Report by Ben Falat
When witnessing a masterclass in championship fleet sailing one can either simply ‘Wow !’ or look for those very few fleeting moments which might be criticised; Nick Craig discarded a ‘first’ in the three-day, seven-race series run at Gorleston this last weekend.
Poetry in motion during Race-7 with the championship already secured, he found it quite unnecessary to cover the fleet downwind, went his own way in search of a massive gust and trebled his already substantial lead during a single leg of this race. During race-4 he crossed the start-line a surprising 8-seconds late â€¦. but this was against a considerable tidal current and he was nevertheless first boat across this start. Nothing else to report here apart from cracking power-gybes to most other sailors’ survival techniques, conservative but consistent starting, upwind sailing in what looked like a comfortable and relaxed style, while second-place onwards all strained legs, backs and torsos in general, trying to winkle any additional performance from their craft. Interesting though that Craig seemed to carry more mast-bend than most, hence probably holding up greater leech tension, and the mainsail just evidencing some starvation creases from clew to half-height on the luff.
Friday’s sailing was delayed by some 2-hours waiting for any wind to develop. Saturday’s sailing was delayed by some 3-hours waiting for over-strong wind to reduce; indeed the Committee Boat having gone out early to monitor conditions experienced such turbulent sea conditions that it could not find any holding ground consistent enough for the anchor to bite and stay in. Sunday turned into an interesting medium, both extremely shifty and varying in strength.
Race-1 was sailed to a light NE wind which backed too much during the second round and was therefore shortened. Race-2 was sailed in that now stable northerly for a full three rounds; local man Chris Sallis revelled and offered an early challenge to the lead. Having already experienced postponement, the afternoon’s racing was curtailed. Saturday evening ended with a hotel dinner then retiring to much ‘free’ ale at the clubhouse next door.
Once Saturday’s early gale had subsided there was not enough time to catch up Friday’s lost race. The problem here was a legacy of massive swell breaking onto the beach making for extremely hard work for the beach party who launched each boat in turn, wading when in control and swimming when caught out; once out beyond the surf-boarders most boats managed well; races 3 & 4 proved fair into a northerly, but during the start of race-5 a large veer to NE was experienced; with only seconds to go, the start was postponed, course re-laid and a second attempt worked, though in latter stages of the race there was a sudden further veer to E, considerable drop in pressure (local wind farm appeared simply to switch off !) and the Committee Boat charged across the course to shorten, failing to get there in time and the last leg eventually became a long slow and stressful haul over an increasing tide. Humphrey Carter from Gurnard and Giles Chipperfield had by now stamped a clear desire for 2nd place overall. Despite the wind abating to merest zephyr from south, requiring some boats to be towed toward the shore, the breakers were still there and the recovery-team had a particularly tough time; one sailor ended up in hospital being checked for concussion but gladly was released later that same evening. The day ended with in-house cooked Paella, prepared over an enormous 4ft pan in the clubhouse by local sailor Martin Browne; more ‘free’ beer and a generally happy evening.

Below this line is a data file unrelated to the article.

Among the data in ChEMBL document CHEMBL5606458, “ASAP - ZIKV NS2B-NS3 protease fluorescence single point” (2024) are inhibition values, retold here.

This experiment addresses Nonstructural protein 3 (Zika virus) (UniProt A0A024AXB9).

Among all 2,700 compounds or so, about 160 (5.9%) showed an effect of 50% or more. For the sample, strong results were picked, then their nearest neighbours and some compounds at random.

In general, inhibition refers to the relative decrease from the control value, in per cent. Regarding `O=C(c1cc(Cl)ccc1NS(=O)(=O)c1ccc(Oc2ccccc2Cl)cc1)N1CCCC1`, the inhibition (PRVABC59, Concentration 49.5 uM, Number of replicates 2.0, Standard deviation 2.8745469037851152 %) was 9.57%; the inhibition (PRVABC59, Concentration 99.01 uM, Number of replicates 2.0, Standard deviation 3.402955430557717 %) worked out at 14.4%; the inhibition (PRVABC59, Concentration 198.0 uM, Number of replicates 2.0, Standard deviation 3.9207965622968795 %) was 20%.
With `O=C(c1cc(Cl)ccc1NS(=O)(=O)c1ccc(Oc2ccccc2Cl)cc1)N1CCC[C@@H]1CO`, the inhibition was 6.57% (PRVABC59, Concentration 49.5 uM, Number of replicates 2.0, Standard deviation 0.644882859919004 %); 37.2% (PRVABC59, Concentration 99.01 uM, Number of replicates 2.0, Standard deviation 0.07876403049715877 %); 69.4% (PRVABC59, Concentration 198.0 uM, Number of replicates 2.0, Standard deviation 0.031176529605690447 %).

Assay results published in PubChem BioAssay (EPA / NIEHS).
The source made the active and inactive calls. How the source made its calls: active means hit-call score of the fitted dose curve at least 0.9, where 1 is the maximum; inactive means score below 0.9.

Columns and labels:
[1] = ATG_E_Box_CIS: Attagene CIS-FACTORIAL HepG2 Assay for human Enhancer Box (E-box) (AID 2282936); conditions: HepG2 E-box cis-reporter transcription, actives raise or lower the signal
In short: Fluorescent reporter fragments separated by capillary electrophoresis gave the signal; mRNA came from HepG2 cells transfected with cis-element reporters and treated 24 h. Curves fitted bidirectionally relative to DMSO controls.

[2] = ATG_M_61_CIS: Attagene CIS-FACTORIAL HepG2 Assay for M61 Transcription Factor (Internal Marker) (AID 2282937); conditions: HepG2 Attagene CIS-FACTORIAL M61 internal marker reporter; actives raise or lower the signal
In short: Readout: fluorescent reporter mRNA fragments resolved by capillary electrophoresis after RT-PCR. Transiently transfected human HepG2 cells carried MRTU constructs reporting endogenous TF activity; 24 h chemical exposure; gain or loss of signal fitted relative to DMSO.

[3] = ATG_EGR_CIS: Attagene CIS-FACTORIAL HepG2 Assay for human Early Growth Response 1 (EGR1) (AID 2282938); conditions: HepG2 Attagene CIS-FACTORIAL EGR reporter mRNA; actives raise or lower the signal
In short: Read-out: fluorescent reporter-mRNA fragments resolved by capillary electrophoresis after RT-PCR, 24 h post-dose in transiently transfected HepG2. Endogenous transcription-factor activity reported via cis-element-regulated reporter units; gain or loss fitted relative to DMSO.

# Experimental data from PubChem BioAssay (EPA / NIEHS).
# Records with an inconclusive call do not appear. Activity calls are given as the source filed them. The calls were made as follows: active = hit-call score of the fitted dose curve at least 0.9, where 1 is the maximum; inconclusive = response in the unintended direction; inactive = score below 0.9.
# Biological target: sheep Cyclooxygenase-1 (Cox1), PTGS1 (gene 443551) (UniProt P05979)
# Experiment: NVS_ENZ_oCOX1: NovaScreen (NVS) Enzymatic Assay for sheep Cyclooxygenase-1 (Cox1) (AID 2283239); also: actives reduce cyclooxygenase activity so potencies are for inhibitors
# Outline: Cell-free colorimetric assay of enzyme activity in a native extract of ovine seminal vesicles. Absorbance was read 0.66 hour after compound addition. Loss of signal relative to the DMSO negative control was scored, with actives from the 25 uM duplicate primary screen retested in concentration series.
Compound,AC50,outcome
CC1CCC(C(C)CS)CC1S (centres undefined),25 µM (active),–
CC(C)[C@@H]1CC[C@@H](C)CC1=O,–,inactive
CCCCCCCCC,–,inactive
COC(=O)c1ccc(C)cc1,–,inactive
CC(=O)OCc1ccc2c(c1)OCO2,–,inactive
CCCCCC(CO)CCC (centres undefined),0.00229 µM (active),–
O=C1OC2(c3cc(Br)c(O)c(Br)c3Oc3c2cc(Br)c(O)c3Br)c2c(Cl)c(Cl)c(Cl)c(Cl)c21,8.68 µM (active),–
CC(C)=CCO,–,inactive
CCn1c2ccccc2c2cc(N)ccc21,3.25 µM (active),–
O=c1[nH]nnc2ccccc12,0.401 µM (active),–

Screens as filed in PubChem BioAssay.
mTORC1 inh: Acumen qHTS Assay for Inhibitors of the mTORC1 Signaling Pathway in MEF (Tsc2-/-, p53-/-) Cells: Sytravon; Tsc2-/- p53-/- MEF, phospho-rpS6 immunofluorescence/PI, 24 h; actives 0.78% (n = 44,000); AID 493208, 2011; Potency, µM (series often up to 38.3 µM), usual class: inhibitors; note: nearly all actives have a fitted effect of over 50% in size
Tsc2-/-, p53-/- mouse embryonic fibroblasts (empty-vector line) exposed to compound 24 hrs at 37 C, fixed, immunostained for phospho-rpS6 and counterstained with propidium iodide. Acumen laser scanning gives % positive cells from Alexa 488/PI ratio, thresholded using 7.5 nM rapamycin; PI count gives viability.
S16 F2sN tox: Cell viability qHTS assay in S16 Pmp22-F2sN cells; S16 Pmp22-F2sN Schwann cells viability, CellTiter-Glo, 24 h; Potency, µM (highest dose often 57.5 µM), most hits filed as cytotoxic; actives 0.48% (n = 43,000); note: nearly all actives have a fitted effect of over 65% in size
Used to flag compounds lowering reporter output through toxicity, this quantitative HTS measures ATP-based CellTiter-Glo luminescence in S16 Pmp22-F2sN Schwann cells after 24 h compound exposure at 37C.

Sunday’ racing was possibly the most interesting with some huge shifts and variations of strength. While some wallowed in lulls to one side, others were at full stretch elsewhere; some ladders and many snakes !
Congratulations to the home club for obvious huge effort put into a fantastic event with some sailors reporting afterwards being soooo pumped-up(!) with some of the most exciting sailing ever experienced; especial mention of two Class newcomers James Nield (Windermere) and Howard Farbrother (Queen Mary) who both proved themselves front-runners on several occasions.. Huge thanks to Sponsors Noble Marine Insurance. Most of all, well-done to the 20-competitors who came from as far apart as Windermere, South Shields, Shoreham and Isle of Wight.